Promptly at 6:00 pm, Willie sauntered onto stage, the Texas flag dropped behind the Family, and dressed in black, with grey and auburn mane tied loose at his waist, he rushed through "Whiskey River" (duh), "Still Is Still Moving," (duh again), "Beer For My Horses" (duh thrice) and "Mama, Don't Let Your Babies Grow Up to be Cowboys" (duh one more time). Loose, you might say, or maybe scattered. Little sister Bobbie's grand piano was all but inaudible, drummer Paul English was all but catatonic and Mickey Raphael all but checked his watch between harp solos. Even the immortals need to warm up. With "Funny How Time Slips Away" -- beautifully deconstructed and time-shifted, with stunning accordion-like harmonica lines -- a solid (as medleys go) "Crazy" and "Night Life" and a ragtimey instrumental "Down Yonder" led by Bobbie on the piano, the band very nearly started to focus, started to sound like a band, as opposed to a fully-baked jam session.

There's no way of saying just what makes for a good Willie Nelson show. Is it how many bandanas he throws to the audience (two)? How many rarities he digs up (one)? How much feeling he puts into a solo on Trigger (a lot)? No. It's the way the set builds, fitfully, aimlessly, to one song, one moment, where Willie reminds you why he's beloved. This night the song was "Georgia On My Mind" the Stardust classic, sung with almost gossamer delicacy and illuminated by Raphael's sobbing harmonica. The rest of the show was pure Willieness, from a hundred waves and blown kisses, to a crushing duet with Bobbie on "Always On My Mind," to a closing blues jam, which dudes next to me tried to shout down with calls for "Whiskey River!!" Memo to ass clowns: Willie's been opening with it for 30 years. And mostly closing with "I Saw the Light," which raised the question of who will fill those clap-and-sing-a-long boots when he's gone?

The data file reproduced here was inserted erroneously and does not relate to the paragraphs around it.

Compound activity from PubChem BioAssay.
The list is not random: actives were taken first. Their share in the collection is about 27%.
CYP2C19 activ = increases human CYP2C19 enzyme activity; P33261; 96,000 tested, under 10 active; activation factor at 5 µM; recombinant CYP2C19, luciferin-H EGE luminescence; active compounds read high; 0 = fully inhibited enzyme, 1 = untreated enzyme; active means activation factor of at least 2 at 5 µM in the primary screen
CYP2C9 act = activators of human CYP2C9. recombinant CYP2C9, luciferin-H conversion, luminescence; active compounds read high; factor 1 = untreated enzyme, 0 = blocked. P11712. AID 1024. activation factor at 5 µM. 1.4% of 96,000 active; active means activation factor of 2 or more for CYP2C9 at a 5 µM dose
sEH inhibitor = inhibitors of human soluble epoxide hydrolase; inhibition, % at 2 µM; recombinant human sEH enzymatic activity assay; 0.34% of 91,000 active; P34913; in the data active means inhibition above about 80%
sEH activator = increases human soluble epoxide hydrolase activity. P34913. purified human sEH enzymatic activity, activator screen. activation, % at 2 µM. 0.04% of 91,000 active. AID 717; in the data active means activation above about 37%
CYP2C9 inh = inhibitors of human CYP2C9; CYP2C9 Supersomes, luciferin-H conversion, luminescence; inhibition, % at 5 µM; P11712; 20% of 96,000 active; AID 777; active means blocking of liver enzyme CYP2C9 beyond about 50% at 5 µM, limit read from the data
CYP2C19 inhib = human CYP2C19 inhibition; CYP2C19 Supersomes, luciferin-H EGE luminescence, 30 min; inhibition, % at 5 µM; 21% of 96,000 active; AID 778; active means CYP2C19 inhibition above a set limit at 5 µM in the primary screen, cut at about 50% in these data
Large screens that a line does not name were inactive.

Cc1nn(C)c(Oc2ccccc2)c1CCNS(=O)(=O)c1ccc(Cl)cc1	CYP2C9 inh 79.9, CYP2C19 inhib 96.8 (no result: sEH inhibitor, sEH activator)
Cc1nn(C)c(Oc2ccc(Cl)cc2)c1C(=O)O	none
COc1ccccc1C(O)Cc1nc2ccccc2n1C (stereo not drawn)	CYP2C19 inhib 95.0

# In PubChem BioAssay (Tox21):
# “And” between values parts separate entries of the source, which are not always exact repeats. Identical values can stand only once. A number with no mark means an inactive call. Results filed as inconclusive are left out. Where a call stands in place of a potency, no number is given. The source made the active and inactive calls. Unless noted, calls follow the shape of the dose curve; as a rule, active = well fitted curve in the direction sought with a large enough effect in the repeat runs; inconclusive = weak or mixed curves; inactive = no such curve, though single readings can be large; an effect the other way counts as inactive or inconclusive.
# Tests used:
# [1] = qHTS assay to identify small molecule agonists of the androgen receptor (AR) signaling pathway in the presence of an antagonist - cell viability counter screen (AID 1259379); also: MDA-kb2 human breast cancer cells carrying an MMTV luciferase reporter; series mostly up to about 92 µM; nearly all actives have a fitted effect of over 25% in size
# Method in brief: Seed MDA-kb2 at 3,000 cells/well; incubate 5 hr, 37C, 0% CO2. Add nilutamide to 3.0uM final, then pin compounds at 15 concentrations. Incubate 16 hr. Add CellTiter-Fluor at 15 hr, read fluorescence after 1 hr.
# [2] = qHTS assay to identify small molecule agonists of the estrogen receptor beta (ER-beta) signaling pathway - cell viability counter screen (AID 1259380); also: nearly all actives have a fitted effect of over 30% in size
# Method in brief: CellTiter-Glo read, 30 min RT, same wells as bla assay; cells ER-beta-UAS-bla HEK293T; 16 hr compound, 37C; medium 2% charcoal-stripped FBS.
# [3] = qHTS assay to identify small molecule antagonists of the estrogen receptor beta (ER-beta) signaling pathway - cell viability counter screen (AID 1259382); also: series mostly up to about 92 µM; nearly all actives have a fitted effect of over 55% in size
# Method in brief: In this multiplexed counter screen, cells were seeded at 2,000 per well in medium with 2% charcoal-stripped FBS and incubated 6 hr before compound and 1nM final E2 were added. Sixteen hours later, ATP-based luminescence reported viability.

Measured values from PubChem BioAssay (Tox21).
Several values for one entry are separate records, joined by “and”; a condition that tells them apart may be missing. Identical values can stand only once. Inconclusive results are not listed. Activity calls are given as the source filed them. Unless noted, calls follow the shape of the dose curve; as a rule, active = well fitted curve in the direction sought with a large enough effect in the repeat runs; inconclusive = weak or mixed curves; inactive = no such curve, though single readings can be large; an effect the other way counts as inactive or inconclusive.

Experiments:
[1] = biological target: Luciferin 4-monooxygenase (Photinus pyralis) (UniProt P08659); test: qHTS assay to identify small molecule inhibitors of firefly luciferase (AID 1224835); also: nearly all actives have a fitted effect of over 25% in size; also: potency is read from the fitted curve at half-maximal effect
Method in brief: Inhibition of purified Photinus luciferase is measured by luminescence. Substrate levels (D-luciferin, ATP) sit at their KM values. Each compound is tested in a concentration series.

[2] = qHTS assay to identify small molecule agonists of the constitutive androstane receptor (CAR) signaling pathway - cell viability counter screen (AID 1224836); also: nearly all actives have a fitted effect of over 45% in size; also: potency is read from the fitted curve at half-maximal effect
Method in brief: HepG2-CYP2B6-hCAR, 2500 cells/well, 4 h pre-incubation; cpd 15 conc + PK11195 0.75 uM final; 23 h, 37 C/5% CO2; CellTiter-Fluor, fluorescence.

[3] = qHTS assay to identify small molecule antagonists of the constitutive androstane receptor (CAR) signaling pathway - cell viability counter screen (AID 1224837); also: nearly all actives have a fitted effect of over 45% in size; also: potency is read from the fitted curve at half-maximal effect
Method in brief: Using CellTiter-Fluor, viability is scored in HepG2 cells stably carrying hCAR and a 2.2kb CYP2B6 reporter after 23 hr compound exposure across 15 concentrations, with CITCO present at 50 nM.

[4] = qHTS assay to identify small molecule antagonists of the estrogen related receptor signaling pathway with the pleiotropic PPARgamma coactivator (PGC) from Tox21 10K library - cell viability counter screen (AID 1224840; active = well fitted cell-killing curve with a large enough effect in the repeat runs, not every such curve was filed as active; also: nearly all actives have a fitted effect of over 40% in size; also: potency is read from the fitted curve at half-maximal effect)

Acoustic Coug
  • Acoustic Coug